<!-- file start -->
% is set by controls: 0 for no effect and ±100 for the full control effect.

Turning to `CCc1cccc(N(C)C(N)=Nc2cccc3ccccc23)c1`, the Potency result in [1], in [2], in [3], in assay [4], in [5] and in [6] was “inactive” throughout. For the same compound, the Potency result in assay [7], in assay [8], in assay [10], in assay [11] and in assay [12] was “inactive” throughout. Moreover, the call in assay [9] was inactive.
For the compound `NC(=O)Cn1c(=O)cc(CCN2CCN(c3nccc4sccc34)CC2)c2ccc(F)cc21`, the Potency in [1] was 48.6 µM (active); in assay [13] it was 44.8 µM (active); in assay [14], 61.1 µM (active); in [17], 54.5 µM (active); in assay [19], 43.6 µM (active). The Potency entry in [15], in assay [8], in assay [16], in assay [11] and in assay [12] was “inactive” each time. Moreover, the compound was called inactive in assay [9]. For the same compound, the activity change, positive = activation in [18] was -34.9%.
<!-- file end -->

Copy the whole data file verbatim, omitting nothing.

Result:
% is set by controls: 0 for no effect and ±100 for the full control effect.

Turning to `CCc1cccc(N(C)C(N)=Nc2cccc3ccccc23)c1`, the Potency result in [1], in [2], in [3], in assay [4], in [5] and in [6] was “inactive” throughout. For the same compound, the Potency result in assay [7], in assay [8], in assay [10], in assay [11] and in assay [12] was “inactive” throughout. Moreover, the call in assay [9] was inactive.
For the compound `NC(=O)Cn1c(=O)cc(CCN2CCN(c3nccc4sccc34)CC2)c2ccc(F)cc21`, the Potency in [1] was 48.6 µM (active); in assay [13] it was 44.8 µM (active); in assay [14], 61.1 µM (active); in [17], 54.5 µM (active); in assay [19], 43.6 µM (active). The Potency entry in [15], in assay [8], in assay [16], in assay [11] and in assay [12] was “inactive” each time. Moreover, the compound was called inactive in assay [9]. For the same compound, the activity change, positive = activation in [18] was -34.9%.